Add your name for petition delivery to Montana Gov. Bullock (tomorrow), Friday, April 3.

Did you hear the news? TransCanada (“TC Energy”) got a $7 BILLION BAILOUT this week from the Canadian province of Alberta’s government, and — despite the world being in the midst of the most contagious public health threat in modern history — announced that workers are moving into Montana to begin initial construction on the Keystone XL pipeline. [1]

As the coronavirus public health emergency forces statewide lockdowns across the country, TransCanada is barreling full speed ahead with plans to send thousands of workers into rural and Tribal communities along the path of its proposed Keystone XL pipeline in Montana, South Dakota, and Nebraska.

These communities are unequipped to handle the additional potential strain on their rural hospitals and Indian Health Service facilities, with “big city” hospitals like Omaha potentially hours away from these man camps and surrounding towns. Research has shown that 25% or more of those infected with coronavirus are “asymptomatic” and both feel and appear completely healthy, yet are still highly contagious despite displaying no symptoms. [2]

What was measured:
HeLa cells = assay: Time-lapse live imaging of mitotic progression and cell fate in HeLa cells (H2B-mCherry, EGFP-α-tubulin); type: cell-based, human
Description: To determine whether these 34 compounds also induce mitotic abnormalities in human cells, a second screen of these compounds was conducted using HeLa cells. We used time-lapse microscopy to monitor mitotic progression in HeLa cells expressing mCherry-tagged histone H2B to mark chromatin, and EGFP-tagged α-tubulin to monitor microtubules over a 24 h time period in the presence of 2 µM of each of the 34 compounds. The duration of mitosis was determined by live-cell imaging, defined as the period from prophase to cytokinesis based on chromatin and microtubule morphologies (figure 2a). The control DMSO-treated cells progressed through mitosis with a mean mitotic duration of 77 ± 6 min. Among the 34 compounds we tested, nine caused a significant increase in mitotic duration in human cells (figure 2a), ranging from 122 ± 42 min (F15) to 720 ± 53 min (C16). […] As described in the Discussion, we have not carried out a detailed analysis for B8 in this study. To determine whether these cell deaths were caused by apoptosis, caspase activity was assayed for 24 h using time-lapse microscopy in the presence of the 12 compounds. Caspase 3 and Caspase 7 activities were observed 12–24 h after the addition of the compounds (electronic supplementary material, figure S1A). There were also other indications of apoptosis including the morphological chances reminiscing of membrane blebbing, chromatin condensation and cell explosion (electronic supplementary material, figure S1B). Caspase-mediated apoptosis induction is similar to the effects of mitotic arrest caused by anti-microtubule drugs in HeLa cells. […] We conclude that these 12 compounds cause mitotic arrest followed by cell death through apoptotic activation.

The proposed Keystone XL man camps would house hundreds together in close quarters, where they’ll share bedrooms, bathrooms, cafeterias, and trucks — which they’ll be driving into rural towns wanting to visit any local bars and restaurants. In the meantime, during man camp construction, it’s expected out-of-state Keystone XL workers would stay in local motels. The Keystone XL workers that already invaded Montana this week are reportedly staying in local motels, the only “quarantine” they face being to go straight home after work — but they continue to work on-site alongside the local construction crews and Montana workforce. [3]